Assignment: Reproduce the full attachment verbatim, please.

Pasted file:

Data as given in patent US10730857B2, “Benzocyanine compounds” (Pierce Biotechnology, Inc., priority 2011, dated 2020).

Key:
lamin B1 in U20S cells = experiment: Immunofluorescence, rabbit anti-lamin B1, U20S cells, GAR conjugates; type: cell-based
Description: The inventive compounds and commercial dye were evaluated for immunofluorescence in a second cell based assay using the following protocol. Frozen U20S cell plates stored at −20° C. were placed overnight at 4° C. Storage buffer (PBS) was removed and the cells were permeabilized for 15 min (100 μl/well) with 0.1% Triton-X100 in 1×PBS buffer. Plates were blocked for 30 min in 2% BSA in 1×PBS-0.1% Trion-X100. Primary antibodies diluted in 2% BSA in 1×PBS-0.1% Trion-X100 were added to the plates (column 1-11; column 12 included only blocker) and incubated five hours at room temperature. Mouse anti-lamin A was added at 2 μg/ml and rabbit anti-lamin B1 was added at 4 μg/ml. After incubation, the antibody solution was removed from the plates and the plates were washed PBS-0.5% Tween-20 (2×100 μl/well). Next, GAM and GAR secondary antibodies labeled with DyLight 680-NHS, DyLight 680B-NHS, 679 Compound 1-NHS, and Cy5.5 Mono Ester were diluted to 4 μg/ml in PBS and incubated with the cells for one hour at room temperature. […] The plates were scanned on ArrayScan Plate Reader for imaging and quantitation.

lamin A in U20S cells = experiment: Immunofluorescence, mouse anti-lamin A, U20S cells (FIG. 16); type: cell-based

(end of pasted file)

Data as given in patent US10730857B2, “Benzocyanine compounds” (Pierce Biotechnology, Inc., priority 2011, dated 2020).

Key:
lamin B1 in U20S cells = experiment: Immunofluorescence, rabbit anti-lamin B1, U20S cells, GAR conjugates; type: cell-based
Description: The inventive compounds and commercial dye were evaluated for immunofluorescence in a second cell based assay using the following protocol. Frozen U20S cell plates stored at −20° C. were placed overnight at 4° C. Storage buffer (PBS) was removed and the cells were permeabilized for 15 min (100 μl/well) with 0.1% Triton-X100 in 1×PBS buffer. Plates were blocked for 30 min in 2% BSA in 1×PBS-0.1% Trion-X100. Primary antibodies diluted in 2% BSA in 1×PBS-0.1% Trion-X100 were added to the plates (column 1-11; column 12 included only blocker) and incubated five hours at room temperature. Mouse anti-lamin A was added at 2 μg/ml and rabbit anti-lamin B1 was added at 4 μg/ml. After incubation, the antibody solution was removed from the plates and the plates were washed PBS-0.5% Tween-20 (2×100 μl/well). Next, GAM and GAR secondary antibodies labeled with DyLight 680-NHS, DyLight 680B-NHS, 679 Compound 1-NHS, and Cy5.5 Mono Ester were diluted to 4 μg/ml in PBS and incubated with the cells for one hour at room temperature. […] The plates were scanned on ArrayScan Plate Reader for imaging and quantitation.

lamin A in U20S cells = experiment: Immunofluorescence, mouse anti-lamin A, U20S cells (FIG. 16); type: cell-based